Small island off Iraklion, Crete, just beyond the harbor of ancient Knossos. When Theseus abandoned Ariadne after she saved him from the Labyrinth, some say that he left her on the island of Naxos. But others claim he was so anxious to be rid of her that he left her on Dia, within sight of her father's domain.
A town in the N. of Crete, and the harbour of Cnossus in the time of Minos, was
situated at the mouth of a river of the same name (the modern Aposelemi). It possessed
a sanctuary of Eileithyia, and the nymphs of the river, called Amnisiabes and
Amnisides, were sacred to this goddess.
- Dictionary of Greek and Roman Geography (1854) (ed. William Smith, LLD)
Ancient site on N coast 7.5 km E. of Iraklion. Homer (Od. 19.188-89)
refers to its difficult harbor and to the Cave of Eileithyia; a later tradition
made it the port of Knossos under Minos (Strab. 10.4.8, probably a deduction from
Homer rather than a genuine surviving Minoan tradition, despite the considerable
Minoan remains now revealed). Ancient sources (see Guarducci) refer only to the
Amnisos river (now Karteros), the harbor, the plain, and the cave and sanctuary
of Eileithyia. There is no clear evidence that a city called Amnisos ever existed:
no coins or public inscriptions of Amnisos are known, and the main coastal settlement
(Palaiochora) may have been called Thenai.
A sandy beach runs E for 2.5 km from the mouth of the Karteros. Half
way along it is a rocky hill (Palaiochora), on which there was a fortified village
(Mesovouni) in the Venetian period, probably abandoned during the Turkish attacks
of the mid 17th c.; Minoan remains have been found beneath the ruined houses of
At the E and N foot of the hill and W of the hill are Minoan remains,
and traces of occupation on the W in the early post-Minoan period also, though
the evidence is confused. In the archaic Greek period an open-air sanctuary was
built over and into the Minoan ruins, which were at least partly visible: in front
of a long wall fronted by steps was an altar, over and around which were found
large numbers of archaic votives, and faience objects imported from Egypt. A coastal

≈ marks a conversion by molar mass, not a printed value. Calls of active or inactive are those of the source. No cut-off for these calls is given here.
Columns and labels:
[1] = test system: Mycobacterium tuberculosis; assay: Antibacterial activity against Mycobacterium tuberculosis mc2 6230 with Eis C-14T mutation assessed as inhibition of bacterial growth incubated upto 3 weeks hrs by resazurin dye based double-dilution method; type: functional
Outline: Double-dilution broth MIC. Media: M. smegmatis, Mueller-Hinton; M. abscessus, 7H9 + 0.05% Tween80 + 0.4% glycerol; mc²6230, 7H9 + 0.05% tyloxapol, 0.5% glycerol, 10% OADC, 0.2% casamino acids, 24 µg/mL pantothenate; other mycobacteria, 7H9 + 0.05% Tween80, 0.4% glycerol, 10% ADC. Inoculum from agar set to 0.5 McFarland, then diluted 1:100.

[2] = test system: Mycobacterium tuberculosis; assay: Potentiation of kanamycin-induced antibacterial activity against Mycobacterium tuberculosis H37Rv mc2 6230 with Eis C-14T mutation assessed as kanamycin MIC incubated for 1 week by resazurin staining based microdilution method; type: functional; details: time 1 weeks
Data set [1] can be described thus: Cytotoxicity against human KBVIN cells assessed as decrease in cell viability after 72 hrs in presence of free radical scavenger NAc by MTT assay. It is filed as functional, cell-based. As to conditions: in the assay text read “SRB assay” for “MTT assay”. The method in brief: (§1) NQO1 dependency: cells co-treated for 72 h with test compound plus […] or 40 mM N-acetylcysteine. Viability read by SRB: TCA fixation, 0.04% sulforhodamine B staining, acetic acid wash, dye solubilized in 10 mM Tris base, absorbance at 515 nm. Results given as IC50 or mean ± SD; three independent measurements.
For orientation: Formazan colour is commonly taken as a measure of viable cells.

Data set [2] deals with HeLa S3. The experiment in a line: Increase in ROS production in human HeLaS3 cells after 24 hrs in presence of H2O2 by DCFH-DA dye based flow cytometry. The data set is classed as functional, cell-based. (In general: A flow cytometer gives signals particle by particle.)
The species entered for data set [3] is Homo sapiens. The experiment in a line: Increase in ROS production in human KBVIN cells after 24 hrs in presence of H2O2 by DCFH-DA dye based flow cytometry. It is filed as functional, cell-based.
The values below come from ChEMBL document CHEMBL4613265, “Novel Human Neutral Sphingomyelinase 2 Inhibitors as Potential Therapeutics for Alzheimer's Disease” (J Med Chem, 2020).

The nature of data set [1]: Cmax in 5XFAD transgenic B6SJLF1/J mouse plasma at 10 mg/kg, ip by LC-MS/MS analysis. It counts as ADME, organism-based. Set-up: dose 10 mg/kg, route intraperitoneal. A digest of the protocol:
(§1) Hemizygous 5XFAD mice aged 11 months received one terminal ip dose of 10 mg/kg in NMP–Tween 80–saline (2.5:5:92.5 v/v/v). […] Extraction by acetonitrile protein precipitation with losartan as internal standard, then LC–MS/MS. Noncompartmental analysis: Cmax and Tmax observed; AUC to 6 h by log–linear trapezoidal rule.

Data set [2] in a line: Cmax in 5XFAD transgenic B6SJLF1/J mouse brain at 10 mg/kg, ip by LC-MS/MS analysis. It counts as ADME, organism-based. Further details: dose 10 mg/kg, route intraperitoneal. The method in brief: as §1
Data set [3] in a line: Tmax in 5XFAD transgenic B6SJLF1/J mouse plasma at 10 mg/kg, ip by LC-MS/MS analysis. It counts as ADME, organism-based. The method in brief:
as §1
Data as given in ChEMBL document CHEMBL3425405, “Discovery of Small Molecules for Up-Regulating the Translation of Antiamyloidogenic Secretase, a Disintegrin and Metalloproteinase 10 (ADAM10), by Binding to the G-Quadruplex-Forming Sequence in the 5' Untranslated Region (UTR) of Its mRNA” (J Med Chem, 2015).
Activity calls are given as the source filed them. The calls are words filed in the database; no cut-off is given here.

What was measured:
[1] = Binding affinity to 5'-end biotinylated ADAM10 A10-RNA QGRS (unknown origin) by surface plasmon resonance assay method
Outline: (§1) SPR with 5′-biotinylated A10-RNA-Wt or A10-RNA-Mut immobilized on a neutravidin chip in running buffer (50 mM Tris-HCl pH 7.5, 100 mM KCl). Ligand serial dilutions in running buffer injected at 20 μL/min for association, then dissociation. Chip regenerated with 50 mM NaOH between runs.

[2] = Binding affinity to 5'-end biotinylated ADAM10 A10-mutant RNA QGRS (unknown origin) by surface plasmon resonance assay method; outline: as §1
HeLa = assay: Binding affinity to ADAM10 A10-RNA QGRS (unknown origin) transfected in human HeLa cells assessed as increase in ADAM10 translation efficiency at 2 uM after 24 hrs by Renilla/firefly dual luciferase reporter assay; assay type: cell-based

recession deposited a deep layer of sand over the site, probably in the Classical
period. The sanctuary was rebuilt with roofed buildings over the sand layer by
the end of the 2d c. B.C. A dedication to Zeus Thenatas indicates the identity
of the cult practiced here (or one of them), which lasted until the 2d c. A.D.
Farther W, towards the river, lay the impoverished settlement of LM
IIIB, with traces of post-Minoan occupation. The Minoan harbor must have lain
in the river mouth, then much less silted, but still rather exposed to the NW
The Cave of Eileithyia (Neraidospilios or Koutsouras) lies 1 km inland,
in the ridge on the E side of the Karteros valley. First identified and briefly
excavated in the 1880s, it was fully excavated, with the coastal site, in the
1930s. The cave (62 m long, 9-12 m wide and 3-4 m high) was entered from the E.
Roughly in the center of the cave are a large and small stalagmite (clearly objects
of cult) and a simple altar, surrounded by a low wall (probably Minoan or Geometric);
water dripping at the back of the cave may have been connected with the (probably
kourotrophic) cult, which seems to have flourished in LM III-Archaic and Hellenistic-Roman
times. The remains are mostly of pottery, ranging in date from Neolithic to 5th
Regarded in antiquity as the birthplace of Eileithyia, the cave was
her chief cult place. Her cult may also have been later practiced in the coastal
settlement, whose origin may have been due to the cult rather than the harbor.
D. J. Blackman, ed.
This text is from: The Princeton encyclopedia of classical sites,
Princeton University Press 1976. Cited Nov 2002 from
Perseus Project URL below, which contains bibliography & interesting hyperlinks.